UKRAINE: Maryna Viazovska, a Ukrainian number theorist, is one of the four recipients of the 2022 Fields Medals, one of mathematics’ greatest honours often given to individuals under the age of 40.
James Maynard, a number theorist at the University of Oxford in the UK, June Huh, a combinatorics expert at Princeton University in New Jersey, and Hugo Duminil-Copin, a statistical physics researcher at the Institute of Advanced Scientific Studies (IHES) close to Paris, are the other winners. At a prize presentation held on July 5 in Helsinki, the International Mathematical Union (IMU) revealed the winners.
The second woman to ever receive the honour is Viazovska, who works at the Swiss Federal Institute of Technology in Lausanne (EPFL). She is most known for her eight-dimensional solution to the sphere packing issue, which involves determining the configuration of spheres that can occupy the largest amount of space.
The pyramid configuration, which is similar to how oranges are arranged on trays at a grocery store, is the most effective technique to pack spheres in a three-dimensional space (proving this mathematically is tough and was the subject of a tour-de-force paper in the 1990s).
But according to Cambridge-based Massachusetts Institute of Technology mathematician Henry Cohn, very little is understood about four or more dimensions.
Viazovska applied new methods to the issue, arriving from the number theory and the eight-dimensional theory of symmetries. Given how little we understand about other dimensions, Cohn continued, “it’s truly astonishing that Maryna was able to capture this exactly.” Cohn has recently contributed to expanding the outcome to 24-dimensional space.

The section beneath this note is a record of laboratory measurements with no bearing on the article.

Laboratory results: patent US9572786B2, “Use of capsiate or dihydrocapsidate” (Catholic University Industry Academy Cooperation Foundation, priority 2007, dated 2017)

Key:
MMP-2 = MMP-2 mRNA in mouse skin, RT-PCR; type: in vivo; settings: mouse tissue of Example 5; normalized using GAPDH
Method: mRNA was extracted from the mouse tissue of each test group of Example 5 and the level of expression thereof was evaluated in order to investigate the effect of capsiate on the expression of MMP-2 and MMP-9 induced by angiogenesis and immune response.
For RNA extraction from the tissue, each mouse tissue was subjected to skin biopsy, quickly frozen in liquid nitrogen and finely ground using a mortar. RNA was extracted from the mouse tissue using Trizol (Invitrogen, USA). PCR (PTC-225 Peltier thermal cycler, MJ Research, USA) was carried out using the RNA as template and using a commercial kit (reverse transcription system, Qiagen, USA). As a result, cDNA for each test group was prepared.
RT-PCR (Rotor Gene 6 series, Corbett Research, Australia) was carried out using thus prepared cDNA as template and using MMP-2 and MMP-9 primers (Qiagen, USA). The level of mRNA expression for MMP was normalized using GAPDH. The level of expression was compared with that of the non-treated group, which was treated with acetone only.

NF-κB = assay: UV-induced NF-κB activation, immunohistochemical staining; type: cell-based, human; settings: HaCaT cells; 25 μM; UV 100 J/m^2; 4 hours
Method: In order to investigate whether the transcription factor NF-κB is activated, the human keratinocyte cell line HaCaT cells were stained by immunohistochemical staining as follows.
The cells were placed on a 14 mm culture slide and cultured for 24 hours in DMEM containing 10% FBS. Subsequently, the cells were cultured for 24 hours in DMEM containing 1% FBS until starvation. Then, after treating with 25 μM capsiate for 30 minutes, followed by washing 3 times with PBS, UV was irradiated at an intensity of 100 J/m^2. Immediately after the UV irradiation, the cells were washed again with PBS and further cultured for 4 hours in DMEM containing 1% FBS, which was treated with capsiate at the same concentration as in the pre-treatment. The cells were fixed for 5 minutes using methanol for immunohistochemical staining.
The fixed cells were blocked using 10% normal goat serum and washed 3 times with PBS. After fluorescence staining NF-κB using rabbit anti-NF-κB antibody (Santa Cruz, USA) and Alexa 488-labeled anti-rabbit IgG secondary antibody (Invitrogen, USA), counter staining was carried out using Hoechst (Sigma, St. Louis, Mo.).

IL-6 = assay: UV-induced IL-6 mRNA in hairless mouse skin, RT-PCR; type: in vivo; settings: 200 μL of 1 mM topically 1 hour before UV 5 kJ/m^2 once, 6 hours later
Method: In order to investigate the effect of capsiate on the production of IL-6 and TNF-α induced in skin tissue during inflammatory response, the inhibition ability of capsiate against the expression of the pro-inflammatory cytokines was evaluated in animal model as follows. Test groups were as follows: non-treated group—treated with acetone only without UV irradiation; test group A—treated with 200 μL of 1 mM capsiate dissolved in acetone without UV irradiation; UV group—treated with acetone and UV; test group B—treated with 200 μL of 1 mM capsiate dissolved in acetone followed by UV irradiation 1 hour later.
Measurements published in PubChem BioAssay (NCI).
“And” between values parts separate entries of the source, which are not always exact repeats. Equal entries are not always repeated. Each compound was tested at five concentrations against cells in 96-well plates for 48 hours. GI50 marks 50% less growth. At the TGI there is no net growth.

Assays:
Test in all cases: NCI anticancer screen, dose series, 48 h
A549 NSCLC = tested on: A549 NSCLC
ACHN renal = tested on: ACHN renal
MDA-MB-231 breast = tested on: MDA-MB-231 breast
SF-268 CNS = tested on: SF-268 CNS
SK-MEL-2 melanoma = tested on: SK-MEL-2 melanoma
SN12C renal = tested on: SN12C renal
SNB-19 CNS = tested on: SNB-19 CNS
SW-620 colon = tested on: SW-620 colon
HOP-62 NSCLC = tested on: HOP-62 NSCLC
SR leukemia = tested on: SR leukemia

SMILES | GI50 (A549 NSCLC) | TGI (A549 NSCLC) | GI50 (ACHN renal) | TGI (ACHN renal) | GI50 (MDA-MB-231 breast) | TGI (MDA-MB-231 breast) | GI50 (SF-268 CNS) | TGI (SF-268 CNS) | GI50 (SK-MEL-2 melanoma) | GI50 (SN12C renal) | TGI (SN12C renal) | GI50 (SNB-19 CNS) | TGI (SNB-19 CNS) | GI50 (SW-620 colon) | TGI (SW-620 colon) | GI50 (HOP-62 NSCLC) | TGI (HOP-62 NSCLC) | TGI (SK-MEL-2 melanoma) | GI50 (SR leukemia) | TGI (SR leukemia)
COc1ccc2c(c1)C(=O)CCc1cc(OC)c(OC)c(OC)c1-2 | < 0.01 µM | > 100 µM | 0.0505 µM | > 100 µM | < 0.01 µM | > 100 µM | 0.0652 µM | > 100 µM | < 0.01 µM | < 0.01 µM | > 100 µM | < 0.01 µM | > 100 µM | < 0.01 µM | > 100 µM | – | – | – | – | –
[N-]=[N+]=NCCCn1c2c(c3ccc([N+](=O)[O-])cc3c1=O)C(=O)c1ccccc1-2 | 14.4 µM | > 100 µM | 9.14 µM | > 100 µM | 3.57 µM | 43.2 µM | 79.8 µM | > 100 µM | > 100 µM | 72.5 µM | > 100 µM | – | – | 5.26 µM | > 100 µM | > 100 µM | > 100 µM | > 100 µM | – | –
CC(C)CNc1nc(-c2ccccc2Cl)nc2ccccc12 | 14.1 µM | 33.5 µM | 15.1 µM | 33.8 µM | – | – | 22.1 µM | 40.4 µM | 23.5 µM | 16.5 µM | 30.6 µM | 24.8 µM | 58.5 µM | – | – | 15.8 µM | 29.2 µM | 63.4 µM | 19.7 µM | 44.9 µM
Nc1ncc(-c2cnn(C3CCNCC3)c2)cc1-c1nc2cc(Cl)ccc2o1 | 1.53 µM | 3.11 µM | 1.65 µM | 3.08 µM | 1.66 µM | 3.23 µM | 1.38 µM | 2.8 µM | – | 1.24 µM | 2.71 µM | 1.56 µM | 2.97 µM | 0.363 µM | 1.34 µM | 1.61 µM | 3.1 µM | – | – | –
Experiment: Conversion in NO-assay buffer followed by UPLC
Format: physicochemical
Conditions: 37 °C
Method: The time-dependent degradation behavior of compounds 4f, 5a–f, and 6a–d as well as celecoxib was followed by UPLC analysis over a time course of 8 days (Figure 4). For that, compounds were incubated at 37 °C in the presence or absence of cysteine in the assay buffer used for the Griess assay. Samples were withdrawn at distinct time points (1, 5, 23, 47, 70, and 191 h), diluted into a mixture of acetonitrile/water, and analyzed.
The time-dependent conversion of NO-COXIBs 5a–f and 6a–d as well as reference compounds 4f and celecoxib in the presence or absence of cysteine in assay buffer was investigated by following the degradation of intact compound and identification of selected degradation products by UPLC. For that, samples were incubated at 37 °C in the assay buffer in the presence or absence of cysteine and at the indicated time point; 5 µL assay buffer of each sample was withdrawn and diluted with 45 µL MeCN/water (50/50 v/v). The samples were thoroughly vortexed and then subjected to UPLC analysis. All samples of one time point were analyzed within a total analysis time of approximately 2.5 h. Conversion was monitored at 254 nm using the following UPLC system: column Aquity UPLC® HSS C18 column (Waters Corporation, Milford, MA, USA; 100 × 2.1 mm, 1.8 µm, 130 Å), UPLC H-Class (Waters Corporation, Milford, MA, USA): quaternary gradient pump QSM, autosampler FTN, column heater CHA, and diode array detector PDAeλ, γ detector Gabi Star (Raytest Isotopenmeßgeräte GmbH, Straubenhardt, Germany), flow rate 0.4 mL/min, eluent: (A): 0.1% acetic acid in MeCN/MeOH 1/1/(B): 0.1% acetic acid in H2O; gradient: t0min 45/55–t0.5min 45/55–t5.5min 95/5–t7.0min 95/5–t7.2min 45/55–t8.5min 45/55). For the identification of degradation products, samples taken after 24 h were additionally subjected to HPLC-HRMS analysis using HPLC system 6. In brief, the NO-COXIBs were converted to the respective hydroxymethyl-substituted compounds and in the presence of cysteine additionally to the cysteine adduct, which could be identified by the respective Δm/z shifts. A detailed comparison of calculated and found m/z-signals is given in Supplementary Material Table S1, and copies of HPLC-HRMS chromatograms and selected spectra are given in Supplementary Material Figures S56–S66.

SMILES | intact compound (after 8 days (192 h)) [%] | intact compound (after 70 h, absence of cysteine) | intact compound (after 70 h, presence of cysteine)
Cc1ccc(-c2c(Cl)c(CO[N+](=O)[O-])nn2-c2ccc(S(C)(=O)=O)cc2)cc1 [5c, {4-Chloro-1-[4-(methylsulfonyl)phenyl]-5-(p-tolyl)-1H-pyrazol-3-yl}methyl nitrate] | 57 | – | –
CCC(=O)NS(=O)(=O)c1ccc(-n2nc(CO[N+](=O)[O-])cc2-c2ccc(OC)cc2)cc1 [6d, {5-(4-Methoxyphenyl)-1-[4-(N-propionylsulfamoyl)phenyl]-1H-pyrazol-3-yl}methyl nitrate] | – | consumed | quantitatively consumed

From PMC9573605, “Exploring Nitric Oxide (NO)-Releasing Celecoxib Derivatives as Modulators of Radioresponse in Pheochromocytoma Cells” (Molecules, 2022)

Every four years, the International Congress of Mathematicians (ICM) opens with the announcement of the Fields Medals and other IMU awards. As a result of Russia’s invasion of Ukraine in February, the congress’s original start date of July 6 in St. Petersburg, Russia, was cancelled. The awards ceremony was instead relocated to Helsinki, and the congress will now take place virtually.
The committee that selects the Fields winner apparently made its choice before the invasion. The identity of its members were kept hidden until today.
Svetlana Jitomirskaya of the University of California, Irvine, earned the first Ladyzhenskaya Prize in Mathematical Physics on July 2 at a satellite session to the ICM.
This is the first significant award for the field to be named after a woman but available to individuals of any gender. The award honours the late Russian mathematician Olga Ladyzhenskaya (1922-2004), who was almost awarded the 1958 Fields Medal but fell just short. Prior to Viazovska, only the late Maryam Mirzakhani was a recipient of a Fields Medal in 2014.